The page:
Tuesday, March 24, 2015

The Glass Kitchen

Title: The Glass Kitchen
Author: Linda Francis Lee
Published: June 17th 2014 by St. Martin's Press
Format: Hardcover, Pgs 384
Genre: Magical Realism

This is the perfect book for a spring weekend. Food, romance, three sisters that are wound together, an irrepressible preteen, humor and a bit of magic. It must be the weather since I am not usually a romance kind of reader, but this book seemed to hit me just right.

Portia Cuthcart, a recent Texas divorcee, leaves her home and lying politician ex-husband and heads to Manhattan. Back to an apartment that was left to her by her aunt. A woman that had taken in Portia and her sisters when their parents had been killed.

Portia did not only inherit this garden apartment, she had also inherited a magical gift of being able to see food – the perfect healing meals that a person needed. Be it down home southern cooking or a last minute meal for guests or a birthday cake. She did not always know the “why”, but she did know the need.

Making a go of living in New York is not easy with no job and an ex that is not coming through with spousal support. Now she must contend with the man that lives in the apartments above her. Portia’s sisters sold their interests to Gabriel Kane – a man that is nursing his own troubles and trying to raise to daughters on his own. He may understand finance but he does not understand his daughters or how to cook. After Gabriel’s daughter Ariel samples Portia’s cooking, she insists in the way that only Ariel could get away with, that he hire Portia to be their cook and in doing so, creates a bond between the two adults that heats up rather quickly.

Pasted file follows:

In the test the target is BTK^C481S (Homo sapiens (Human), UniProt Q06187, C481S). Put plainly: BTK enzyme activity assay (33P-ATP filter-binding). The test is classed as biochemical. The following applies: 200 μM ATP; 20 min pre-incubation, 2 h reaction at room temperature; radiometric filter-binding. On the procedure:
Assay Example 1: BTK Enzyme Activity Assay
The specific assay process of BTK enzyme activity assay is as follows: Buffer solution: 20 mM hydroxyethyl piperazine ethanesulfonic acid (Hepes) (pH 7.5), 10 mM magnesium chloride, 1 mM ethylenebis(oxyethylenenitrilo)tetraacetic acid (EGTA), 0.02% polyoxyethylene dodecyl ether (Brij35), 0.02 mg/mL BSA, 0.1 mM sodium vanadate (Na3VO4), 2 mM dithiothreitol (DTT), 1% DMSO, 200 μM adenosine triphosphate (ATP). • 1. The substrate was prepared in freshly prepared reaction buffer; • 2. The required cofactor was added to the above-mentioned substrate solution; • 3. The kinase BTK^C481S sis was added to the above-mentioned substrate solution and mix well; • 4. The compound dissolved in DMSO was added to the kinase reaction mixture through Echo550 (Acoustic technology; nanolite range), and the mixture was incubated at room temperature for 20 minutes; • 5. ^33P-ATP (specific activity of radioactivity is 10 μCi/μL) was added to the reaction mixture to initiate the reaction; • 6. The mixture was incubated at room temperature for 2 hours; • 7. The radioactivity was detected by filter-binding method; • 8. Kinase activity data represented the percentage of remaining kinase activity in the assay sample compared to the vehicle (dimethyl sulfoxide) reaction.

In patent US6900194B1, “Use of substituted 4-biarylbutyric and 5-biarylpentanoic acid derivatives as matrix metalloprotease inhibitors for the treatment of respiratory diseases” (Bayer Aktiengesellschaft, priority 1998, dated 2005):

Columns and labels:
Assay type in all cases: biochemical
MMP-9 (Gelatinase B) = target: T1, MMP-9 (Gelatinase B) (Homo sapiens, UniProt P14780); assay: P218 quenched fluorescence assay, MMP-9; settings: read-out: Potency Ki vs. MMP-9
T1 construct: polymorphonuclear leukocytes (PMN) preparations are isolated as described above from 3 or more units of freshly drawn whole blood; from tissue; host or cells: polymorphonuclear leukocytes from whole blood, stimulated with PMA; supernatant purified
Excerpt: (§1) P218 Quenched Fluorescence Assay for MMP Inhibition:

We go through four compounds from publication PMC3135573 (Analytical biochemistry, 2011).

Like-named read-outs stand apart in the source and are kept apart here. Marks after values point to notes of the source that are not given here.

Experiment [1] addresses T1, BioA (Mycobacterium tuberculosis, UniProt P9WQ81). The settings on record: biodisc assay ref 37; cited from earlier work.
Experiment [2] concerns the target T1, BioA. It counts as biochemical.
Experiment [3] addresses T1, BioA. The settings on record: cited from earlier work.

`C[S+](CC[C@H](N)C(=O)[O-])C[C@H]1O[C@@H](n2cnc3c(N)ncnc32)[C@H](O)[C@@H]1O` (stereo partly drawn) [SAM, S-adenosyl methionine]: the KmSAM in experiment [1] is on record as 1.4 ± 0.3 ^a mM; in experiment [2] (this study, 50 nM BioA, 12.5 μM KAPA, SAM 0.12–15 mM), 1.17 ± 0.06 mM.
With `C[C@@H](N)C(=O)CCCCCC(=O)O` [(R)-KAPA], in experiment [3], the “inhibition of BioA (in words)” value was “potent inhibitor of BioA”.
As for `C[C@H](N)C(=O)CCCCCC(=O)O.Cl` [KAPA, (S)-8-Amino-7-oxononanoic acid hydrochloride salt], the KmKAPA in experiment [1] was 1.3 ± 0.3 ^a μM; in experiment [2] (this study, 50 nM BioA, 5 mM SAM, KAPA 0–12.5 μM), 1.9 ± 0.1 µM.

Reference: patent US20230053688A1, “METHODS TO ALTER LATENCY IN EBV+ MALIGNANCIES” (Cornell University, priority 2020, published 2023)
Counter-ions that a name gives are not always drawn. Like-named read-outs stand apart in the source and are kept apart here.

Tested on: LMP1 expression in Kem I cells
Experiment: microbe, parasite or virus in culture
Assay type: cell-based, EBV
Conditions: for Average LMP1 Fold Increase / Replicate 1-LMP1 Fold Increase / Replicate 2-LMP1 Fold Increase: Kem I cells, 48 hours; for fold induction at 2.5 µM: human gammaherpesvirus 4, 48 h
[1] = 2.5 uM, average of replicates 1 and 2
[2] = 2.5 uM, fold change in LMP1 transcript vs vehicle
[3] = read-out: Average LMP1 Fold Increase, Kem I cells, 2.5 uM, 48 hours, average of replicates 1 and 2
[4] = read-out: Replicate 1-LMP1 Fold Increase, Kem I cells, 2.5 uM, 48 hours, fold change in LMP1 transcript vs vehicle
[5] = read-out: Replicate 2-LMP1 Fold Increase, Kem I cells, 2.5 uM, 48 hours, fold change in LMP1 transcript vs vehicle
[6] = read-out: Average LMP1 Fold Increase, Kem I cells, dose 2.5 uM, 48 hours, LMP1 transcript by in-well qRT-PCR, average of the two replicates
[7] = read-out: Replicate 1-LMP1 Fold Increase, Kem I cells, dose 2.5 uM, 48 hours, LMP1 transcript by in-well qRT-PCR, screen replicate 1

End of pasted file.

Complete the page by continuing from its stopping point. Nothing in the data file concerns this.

Everyone within this story has a secret and as the book unfolds, the reader sees each one revealed. No one is spared and if it were not for the gift of “the knowing” that Portia possess, both the Cuthcart sisters and the Kane family would be facing even more emotional devastation.

Magical realism may not be for everyone, but it works in this book. There is a lightness in the story, but that is not to mean that it is silly, just that from time to time everyone needs a break and a chance to unwind - to take a vacation from their own heads and dream.

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